In 1925, the legendary British explorer Percy Fawcett ventured into the Amazon jungle in search of a fabled civilization. He never returned. Over the years countless perished trying to find evidence of his party and the place he called The Lost City of Z. In this masterpiece of narrative nonfiction, journalist David Grann interweaves the spellbinding stories of Fawcett’s quest for Z and his own journey into the deadly jungle, as he unravels the greatest exploration mystery of the twentieth century.

Six Women of Salem by Marilynne K. Roach
The first work to use the lives of a select number of representative women to illuminate the larger crisis of the Salem witch trials. By the end of the trials, beyond the twenty who were executed and the five who perished in prison, 207 individuals had been accused, 74 had been “afflicted,” 32 had officially accused their fellow neighbors, and 255 ordinary people had been inexorably drawn into that ruinous and murderous vortex, and this doesn’t include the religious, judicial, and governmental leaders. By examining the lives of six specific women, Marilynne Roach shows readers what it was like to be present throughout this horrific time and how it was impossible to live through it unchanged.

Bibliophile: An Illustrated Miscellany by Jane Mount
Book lovers rejoice! In this love letter to all things bookish, Jane Mount brings literary people, places, and things to life through her signature and vibrant illustrations. A source of endless inspiration, literary facts and recommendations: Bibliophile is pure bookish joy and sure to enchant book clubbers, English majors, poetry devotees, aspiring writers, and any and all who identify as book lovers.

Corn-Fed: Cul-de-sacs, Keg Stands, and Coming of Age in the Midwest by Melanie LaForce
Poignant, humorous, and honest, Corn-Fed will take you from childhood overnight camp, to a first job at Dairy Queen, to the ultimate culmination of rich and debaucherous adult friendships. Corn-Fed follows LaForce’s growth, struggles, and exhilaration with communities of women over the course of life. Most importantly, this book contains critical references to boobs and butter.

 

Citizen Designer: Perspectives on Design Responsibility by Steven Heller and Veronique Vienne
What does it mean to be a designer in today’s corporate-driven, overbranded global consumer culture? Citizen Designer attempts to answer this question with more than seventy debate-stirring essays and interviews espousing viewpoints ranging from the cultural and the political to the professional and the social. This edition contains a collection of definitions and brief case studies on topics that today’s citizen designers must consider, including new essays on social innovation, individual advocacy, group strategies, and living as an ethical designer.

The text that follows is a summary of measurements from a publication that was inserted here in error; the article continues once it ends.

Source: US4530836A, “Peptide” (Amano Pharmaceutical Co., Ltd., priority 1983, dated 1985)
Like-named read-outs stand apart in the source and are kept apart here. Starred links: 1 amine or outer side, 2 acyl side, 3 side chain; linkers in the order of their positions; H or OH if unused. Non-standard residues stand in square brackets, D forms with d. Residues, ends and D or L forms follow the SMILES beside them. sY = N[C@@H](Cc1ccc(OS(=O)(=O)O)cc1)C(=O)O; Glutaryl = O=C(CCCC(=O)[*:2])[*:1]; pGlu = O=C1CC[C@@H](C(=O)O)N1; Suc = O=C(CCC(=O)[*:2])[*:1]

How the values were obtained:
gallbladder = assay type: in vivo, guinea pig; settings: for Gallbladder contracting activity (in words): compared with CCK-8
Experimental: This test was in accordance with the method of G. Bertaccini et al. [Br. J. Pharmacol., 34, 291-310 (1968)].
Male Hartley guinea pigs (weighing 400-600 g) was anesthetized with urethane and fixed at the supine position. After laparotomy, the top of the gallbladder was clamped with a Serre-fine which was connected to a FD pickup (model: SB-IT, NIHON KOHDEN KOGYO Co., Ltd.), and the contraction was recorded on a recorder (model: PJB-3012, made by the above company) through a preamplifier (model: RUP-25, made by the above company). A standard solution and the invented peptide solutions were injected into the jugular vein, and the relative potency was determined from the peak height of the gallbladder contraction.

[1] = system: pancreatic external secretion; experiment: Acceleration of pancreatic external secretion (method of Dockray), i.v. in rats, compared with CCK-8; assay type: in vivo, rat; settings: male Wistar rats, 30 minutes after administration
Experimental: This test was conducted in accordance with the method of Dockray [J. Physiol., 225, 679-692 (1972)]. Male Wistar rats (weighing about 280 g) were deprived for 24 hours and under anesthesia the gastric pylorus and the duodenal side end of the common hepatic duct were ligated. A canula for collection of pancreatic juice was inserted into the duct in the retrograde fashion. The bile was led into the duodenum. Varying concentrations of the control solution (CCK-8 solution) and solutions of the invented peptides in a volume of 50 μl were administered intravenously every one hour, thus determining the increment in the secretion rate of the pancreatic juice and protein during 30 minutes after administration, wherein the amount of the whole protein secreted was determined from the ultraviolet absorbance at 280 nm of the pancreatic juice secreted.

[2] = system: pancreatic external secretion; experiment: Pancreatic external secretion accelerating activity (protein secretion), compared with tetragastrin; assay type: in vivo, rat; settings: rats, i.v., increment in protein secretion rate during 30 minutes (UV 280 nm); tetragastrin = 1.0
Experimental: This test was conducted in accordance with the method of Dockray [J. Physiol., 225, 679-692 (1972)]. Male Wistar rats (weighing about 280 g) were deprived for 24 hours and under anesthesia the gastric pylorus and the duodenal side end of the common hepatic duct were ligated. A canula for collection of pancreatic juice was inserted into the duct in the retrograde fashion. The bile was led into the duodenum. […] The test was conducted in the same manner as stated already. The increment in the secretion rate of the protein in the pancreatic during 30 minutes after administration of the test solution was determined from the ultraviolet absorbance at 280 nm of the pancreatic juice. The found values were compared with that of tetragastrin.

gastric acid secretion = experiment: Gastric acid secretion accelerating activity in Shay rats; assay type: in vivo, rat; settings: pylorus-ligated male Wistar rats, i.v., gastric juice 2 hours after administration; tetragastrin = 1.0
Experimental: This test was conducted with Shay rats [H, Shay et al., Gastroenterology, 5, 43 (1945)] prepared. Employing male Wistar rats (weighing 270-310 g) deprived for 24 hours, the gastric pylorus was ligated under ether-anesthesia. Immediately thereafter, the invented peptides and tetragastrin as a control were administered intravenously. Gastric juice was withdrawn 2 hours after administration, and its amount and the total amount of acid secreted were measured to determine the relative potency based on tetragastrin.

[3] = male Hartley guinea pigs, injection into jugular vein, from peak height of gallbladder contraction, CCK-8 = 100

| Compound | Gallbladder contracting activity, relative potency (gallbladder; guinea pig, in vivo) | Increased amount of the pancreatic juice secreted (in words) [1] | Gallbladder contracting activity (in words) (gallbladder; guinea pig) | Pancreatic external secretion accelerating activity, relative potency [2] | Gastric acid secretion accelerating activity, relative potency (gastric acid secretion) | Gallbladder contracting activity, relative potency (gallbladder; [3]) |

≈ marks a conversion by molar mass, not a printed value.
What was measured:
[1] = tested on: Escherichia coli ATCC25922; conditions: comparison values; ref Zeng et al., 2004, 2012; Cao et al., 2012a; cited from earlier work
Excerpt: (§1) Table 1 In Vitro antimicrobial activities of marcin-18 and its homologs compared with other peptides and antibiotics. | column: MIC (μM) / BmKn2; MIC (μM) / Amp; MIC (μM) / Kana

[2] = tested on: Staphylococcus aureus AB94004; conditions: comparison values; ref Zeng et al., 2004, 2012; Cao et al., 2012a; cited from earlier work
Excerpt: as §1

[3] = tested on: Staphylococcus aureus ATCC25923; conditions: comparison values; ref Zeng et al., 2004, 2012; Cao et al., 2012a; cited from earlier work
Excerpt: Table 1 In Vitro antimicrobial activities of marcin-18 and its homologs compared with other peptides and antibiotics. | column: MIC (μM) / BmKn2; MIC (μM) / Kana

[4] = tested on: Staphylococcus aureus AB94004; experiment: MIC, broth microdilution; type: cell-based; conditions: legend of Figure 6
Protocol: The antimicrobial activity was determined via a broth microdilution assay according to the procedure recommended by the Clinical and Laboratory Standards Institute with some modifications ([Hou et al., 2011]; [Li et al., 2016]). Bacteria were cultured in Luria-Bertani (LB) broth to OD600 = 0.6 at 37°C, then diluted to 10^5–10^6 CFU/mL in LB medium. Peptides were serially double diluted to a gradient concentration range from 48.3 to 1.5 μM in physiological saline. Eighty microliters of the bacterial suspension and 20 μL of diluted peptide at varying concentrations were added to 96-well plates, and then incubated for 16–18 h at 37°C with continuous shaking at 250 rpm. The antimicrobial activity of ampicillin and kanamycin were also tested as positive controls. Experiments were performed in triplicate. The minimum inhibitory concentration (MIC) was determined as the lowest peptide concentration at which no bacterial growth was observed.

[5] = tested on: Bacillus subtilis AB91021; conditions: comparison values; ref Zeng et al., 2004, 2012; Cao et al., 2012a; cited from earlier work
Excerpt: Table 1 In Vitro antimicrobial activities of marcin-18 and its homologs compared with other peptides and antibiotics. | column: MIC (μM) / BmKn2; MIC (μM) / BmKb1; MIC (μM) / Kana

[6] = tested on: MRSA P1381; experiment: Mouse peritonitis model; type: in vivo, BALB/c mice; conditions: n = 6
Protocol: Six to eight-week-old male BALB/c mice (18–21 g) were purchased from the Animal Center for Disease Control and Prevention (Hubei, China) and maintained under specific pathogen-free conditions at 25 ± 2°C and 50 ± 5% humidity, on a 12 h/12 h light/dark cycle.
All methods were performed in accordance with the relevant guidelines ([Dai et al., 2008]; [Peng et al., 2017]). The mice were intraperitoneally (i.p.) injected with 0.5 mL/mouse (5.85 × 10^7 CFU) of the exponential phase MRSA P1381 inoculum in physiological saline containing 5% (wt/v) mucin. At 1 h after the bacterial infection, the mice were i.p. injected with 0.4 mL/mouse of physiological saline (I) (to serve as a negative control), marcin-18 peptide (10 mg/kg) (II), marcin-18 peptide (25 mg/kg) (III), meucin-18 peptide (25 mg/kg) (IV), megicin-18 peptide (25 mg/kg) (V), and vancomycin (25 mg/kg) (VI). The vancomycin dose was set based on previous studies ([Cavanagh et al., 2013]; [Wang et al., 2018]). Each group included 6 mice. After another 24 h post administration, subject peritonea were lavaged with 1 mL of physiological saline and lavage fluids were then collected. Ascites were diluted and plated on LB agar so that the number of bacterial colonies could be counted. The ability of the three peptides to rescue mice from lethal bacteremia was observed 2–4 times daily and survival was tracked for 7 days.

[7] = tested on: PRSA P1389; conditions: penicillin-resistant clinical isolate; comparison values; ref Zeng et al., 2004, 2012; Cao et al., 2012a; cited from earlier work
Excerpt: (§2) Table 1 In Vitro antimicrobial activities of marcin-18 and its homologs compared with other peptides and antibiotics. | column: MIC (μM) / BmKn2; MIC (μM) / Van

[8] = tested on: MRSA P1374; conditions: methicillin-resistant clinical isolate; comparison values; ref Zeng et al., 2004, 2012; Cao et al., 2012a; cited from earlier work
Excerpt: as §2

Do Story: How to tell your story so the world listens by Bobette Buster
Today’s world wants to know you and the real story behind why you do what you do. Whether you have a product to sell, a company mission to share, or an audience to entertain, people are more likely to engage and connect if you deliver a well-crafted story with an emotional core. Find out: how to source, structure and shape your story; ways to discover the essence of your story; why finding the emotional connection with your audience can take a story from good to great. ALSO SEE: Do Lead, Do Sourdough, Do Open, Do Listen, Do Purpose, Do Inhabit, Do Improvise, Do Fly, Do Design, Do Breathe, and Do Grow

An American Marriage by Tayari Jones
Newlyweds Celestial and Roy are the embodiment of both the American Dream and the New South. He is a young executive, and she is an artist on the brink of an exciting career. But as they settle into the routine of their life together, they are ripped apart by circumstances neither could have imagined. Roy is arrested and sentenced to twelve years for a crime Celestial knows he didn’t commit. As Roy’s time in prison passes, she is unable to hold on to the love that has been her center. After five years, Roy’s conviction is suddenly overturned, and he returns to Atlanta ready to resume their life together.

Creativity Takes Courage: Dare to Think Differently by Irene Smit and Astrid van der Hulst
It’s not always easy to be creative — it takes courage. Organized around a series of twelve “dares” — including Dare to Fail, Dare to Be a Kid, Dare to Be Bored, Dare to Go Offline, Dare to Collaborate — Creativity Takes Courage encourages the reader to be fully present and spend idle time staring out the window. To leave your comfort zone and start a project, without hesitation, and nourish yourself with museum visits and reading time. Each dare includes fill-in pages and prompts to go deeper into what motivates us or hinders us, like mindful questions to identify fears of failure, or a Dare to Commit notebook for recording both daily and weekly projects.